The basement, just about one block toward the hill from Reim's Camp, was once the location of Alois Palmer's home, a log cabin. Mr. Palmer's wife was a daughter of Johann Pelzl. Her name was Rosalie Pelzl. The Pelzl family lived on the upper level about 1 1/2 miles south. Alois Palmer and wife had one son, Otto, 17 months old at the time of the Indian Massacre in 1862.
Alois Palmer, living only about two blocks from the Minnesota River, worked the ferry across the Minnesota River, doing this besides his regular farming which was done on the upper fields, near his father-in-law's farm.
One Sunday afternoon, August 17, 1862, Mr. Palmer and Charles Pelzl, his brother-in-law were on the upper fields, making hay to be brought down later that evening. During that afternoon a call came from the direction of the river. Since the ferry was always on the south shore, the travelers must be taken over. So Mrs. Palmer took her son, walked down the trail to the river and then noticed there were four Indian boys (18-20 years) who wished to be taken across on the ferry. She hesitated at first and having her small son in the neighboring bushes, she proceeded down to the river and worked the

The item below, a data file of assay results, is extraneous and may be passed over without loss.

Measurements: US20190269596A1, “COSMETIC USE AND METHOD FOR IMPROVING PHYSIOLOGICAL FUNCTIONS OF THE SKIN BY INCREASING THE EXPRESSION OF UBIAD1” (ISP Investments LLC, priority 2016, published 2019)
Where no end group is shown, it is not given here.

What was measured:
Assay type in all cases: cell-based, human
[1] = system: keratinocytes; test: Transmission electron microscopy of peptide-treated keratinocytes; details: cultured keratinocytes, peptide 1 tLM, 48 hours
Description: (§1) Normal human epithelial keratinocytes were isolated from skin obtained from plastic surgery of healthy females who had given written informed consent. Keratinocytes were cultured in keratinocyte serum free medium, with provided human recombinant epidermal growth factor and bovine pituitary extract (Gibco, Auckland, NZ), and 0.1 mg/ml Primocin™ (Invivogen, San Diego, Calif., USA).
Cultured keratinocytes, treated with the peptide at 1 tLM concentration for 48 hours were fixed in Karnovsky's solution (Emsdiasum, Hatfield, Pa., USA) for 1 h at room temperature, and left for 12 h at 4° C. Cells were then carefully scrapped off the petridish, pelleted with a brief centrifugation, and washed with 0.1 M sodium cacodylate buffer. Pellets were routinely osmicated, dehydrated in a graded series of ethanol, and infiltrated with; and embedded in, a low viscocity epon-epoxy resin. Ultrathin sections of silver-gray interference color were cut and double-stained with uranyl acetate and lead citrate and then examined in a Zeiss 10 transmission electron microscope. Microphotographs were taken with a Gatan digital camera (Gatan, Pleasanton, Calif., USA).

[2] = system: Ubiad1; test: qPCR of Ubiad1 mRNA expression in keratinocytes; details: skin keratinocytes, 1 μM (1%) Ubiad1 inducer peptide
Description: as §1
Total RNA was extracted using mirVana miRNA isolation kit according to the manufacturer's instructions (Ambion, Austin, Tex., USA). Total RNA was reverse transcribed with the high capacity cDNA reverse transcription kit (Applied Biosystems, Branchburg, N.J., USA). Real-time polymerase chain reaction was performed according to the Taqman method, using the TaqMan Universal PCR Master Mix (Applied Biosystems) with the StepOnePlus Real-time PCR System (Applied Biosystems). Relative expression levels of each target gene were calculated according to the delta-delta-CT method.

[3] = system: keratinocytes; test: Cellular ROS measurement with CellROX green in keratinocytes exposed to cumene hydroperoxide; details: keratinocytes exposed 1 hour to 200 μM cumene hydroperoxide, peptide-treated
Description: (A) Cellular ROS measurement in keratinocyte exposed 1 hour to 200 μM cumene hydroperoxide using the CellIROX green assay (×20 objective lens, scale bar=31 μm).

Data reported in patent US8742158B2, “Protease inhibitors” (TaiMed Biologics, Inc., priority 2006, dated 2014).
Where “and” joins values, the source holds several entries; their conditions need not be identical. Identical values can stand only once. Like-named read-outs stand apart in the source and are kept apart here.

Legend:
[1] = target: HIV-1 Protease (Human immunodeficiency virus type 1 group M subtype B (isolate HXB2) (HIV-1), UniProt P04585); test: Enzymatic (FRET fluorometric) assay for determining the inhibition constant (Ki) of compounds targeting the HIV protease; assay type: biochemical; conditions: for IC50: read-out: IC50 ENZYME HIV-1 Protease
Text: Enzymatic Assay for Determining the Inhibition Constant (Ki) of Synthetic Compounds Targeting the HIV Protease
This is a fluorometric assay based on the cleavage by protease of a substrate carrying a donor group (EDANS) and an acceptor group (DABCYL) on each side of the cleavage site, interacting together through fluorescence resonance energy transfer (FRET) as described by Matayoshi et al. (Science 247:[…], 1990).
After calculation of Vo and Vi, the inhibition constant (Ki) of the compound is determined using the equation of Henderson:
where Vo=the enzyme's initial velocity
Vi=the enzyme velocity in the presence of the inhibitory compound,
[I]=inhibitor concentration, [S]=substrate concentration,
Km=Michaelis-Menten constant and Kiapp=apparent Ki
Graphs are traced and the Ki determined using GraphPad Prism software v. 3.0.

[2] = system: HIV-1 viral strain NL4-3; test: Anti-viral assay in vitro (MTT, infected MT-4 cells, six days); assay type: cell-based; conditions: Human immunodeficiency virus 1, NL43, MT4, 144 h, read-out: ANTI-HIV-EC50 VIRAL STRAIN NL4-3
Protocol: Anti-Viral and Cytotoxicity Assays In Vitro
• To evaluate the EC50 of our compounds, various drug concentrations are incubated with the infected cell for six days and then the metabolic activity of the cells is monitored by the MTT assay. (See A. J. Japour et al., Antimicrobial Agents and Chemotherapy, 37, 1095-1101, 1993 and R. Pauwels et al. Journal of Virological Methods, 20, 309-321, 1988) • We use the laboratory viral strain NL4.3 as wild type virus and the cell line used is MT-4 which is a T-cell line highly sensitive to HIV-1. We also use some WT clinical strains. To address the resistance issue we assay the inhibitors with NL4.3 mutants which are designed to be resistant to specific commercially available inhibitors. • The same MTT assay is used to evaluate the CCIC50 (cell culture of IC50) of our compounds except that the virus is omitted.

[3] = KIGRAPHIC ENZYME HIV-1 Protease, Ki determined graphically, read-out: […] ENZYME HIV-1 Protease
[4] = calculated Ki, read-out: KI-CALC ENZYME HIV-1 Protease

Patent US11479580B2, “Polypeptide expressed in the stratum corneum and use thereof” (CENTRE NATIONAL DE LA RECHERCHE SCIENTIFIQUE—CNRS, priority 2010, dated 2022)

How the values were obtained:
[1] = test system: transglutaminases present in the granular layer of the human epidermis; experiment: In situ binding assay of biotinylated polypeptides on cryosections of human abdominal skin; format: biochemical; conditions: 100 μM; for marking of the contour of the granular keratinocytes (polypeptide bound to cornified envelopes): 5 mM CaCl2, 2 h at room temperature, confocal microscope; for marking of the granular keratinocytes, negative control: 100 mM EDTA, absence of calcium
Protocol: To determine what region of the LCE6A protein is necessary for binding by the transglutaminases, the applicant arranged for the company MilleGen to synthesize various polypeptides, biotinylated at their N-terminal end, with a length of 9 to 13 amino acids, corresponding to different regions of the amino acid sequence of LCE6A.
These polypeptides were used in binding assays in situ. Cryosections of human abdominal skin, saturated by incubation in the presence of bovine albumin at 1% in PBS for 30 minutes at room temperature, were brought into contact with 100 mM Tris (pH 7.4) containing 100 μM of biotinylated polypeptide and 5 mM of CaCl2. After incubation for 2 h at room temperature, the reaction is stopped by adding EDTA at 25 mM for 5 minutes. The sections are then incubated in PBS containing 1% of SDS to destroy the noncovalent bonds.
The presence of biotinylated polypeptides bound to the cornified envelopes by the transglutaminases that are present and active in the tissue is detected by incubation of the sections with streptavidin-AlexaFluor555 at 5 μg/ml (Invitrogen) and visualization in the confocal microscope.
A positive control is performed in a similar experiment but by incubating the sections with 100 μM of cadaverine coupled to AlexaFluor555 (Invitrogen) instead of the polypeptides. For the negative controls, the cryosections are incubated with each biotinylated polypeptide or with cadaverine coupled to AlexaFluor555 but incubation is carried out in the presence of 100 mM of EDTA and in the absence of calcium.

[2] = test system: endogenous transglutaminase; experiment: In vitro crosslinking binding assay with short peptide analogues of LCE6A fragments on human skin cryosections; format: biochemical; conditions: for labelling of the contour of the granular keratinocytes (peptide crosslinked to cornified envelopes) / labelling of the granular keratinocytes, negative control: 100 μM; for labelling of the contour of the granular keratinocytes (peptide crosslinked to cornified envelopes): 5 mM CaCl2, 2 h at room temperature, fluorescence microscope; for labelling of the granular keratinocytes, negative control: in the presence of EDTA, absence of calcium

ferry to the other side. Having brought them over, she delayed her return, so she would not have the boys behind her. She also wanted a little distance between the Indians and herself. While crossing the river, the four boys were admiring and praising each other's hunting knife, especially the sharpness of each. They had just sharpened them at one of the settler's grinding stones.
The four proceeded up the trail which then either led up the ravine (the present road is the same location of the 1860 trail to the west or to Essig) or to the northwest along the Bottom Road adjoining the Minnesota River. (In the 1940s this road was continued and entered New Ulm by the so-called K. C. Road.) The “Bottom" refers to land below the hill and to the river.
When the four Indians reached the fork in the road, they argued, and finally split; two hiked up the hill and the other two went the Bottom Road, to the west. Mrs. Palmer again picked up her son Otto and returned to her home.
- The above was from notes of my father, John G. Pelzl, who had interviewed Mrs. Rosalie Palmer here in New Ulm around 1912. At the time she lived in the Witt House, 407 N. Minnesota Street.
From various notes I deducted, the Palmers received warning by the Indian to flee. They crossed the river by ferry into Nicollet County and fled to New Ulm. Charles Pelzl hurried home. He was worried about his parents, but some Indians spied him before he got to his home, and he also fled to down to the river, crossed the river and cut the ropes on the ferry, and made his way to New Ulm. Later on he enlisted for one year "to fight the Indians".